It isn't exactly what you think. And it isn't exactly what I thought or my kids thought either. Not even what I thought it was two weeks ago when we started this whole experiment.
Of course, experimenting with my children's education is no light hearted thing. Actually it can be panic inducing.
For them as well.
But, since I had my homeschooling breakdown and they followed with their homeschooling breakdown, we had to change things. We had our unschooling week. I learned that my kids are not lazy. They desire to learn all on their own.
Unschoolers everywhere will tell you that kids are naturally curious and will find their individual desire to learn if you encourage and facilitate and stay out of the way.
But....even after our week, I could not reconcile letting them do whatever they wanted. all. day. long.
So we approached week two in our experiment to fix homeschool with a slightly different perspective.
Let's go back to structure. I would feel best if we went back to structure.
We can have a meeting where I assign weekly goals and then the kids can have the freedom to accomplish those goals by the end of the week any way they choose. The problem with this approach was that they were overwhelmed by a week's worth of goals staring them down. And when, by day three, they had not completed half the list, my oldest panicked and my youngest gave up. No one completed their goals, and we all felt once again defeated.
So this week, we had a meeting. And this time I listened. To them. Not my internal conversation in my head. I asked what out of each week they liked, and I gave them each a chance to explain. They both prefer structure, but different types of structure. They both loved having a say in what they got to study and exploring things that interested them. Each of them wants daily goals, and each wants a say in those goals. Key's main concern was that he was behind, and he felt he needs to focus on ELA. He's working on diagramming sentences this year, and he wants to refocus on that. Kelly really wants to conquer reading. Not because of Dr. Seuss, but because he is terrified he will become an adult and not be able to read instruction manuals. Seriously! He wants to read, not for stories though he does love those too, but so that he can learn on his own. So that he can build a robot out of our recycle bin without being dependent on me to be available to him. He wants to design several structures, but he needs to know how to build other simpler structures first. He wants to read the instruction manuals. Not kidding. But until yesterday, I didn't know that about him. Now I have a clue into his motivation. Into both boys' motivation. Key loves writing. And Key loves structure - craves it actually - so of course he would be desiring to diagram sentences. Kelly loves building and has trouble with verbal cues, so of course a written manual would be a big help to him. Makes total sense now that I know.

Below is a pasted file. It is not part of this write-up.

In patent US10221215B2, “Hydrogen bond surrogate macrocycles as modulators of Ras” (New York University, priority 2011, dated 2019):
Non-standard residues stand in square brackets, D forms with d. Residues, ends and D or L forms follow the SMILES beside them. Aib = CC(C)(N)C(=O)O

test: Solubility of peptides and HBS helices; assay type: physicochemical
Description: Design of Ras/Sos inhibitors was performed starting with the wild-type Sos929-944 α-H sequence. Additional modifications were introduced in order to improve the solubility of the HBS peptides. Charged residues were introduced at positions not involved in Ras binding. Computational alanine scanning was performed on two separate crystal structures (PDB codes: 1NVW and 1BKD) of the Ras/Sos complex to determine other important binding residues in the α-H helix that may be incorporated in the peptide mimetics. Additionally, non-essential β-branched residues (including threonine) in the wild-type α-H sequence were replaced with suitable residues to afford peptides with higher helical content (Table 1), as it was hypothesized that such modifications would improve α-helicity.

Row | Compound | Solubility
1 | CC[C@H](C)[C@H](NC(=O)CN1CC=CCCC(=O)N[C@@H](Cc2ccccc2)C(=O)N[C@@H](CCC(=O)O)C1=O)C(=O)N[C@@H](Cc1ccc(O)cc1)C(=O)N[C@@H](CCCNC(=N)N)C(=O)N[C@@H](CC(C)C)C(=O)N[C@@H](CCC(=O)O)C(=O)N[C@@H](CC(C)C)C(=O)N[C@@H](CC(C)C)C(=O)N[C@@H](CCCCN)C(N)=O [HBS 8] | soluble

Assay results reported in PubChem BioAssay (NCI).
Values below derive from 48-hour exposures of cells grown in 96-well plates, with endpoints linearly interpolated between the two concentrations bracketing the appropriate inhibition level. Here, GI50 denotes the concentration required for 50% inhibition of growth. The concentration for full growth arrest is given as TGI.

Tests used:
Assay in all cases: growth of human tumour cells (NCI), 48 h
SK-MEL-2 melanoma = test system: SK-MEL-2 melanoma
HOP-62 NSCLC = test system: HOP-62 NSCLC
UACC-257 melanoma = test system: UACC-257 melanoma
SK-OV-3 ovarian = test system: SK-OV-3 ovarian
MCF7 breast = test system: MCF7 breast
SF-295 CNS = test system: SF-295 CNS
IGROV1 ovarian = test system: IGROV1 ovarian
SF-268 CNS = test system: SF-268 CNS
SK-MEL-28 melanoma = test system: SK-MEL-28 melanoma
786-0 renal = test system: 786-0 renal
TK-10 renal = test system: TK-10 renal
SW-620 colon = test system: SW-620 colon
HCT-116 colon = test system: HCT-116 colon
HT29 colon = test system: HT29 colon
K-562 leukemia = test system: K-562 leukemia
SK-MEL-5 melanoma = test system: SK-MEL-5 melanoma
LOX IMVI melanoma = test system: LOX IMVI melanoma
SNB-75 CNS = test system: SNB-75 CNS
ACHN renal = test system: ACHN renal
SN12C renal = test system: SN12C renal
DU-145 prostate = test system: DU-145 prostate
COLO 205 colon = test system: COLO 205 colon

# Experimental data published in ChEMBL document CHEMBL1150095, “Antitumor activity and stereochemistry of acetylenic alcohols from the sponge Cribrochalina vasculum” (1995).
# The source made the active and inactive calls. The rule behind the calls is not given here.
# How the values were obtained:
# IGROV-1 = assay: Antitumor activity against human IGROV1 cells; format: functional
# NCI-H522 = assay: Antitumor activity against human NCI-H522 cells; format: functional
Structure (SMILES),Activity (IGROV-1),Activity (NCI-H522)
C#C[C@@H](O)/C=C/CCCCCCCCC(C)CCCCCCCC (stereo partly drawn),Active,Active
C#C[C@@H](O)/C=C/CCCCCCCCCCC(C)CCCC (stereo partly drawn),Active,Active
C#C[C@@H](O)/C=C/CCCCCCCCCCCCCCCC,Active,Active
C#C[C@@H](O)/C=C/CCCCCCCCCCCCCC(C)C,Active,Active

I am slowly getting it. This is unschooling. Not the no structure chaos I envisioned.
It is listening. And asking. And guiding. And stepping back. And observing.
And listening some more.
What's funny is that we have friends already doing this method. And because their kids learn differently than my kids, my kids think that their friends aren't doing anything. Meanwhile, their friends are constantly explaining new things to my kids, and mine are looking at me like - How did they know that?
Ahh. Gotta love humans! So open minded. With ourselves.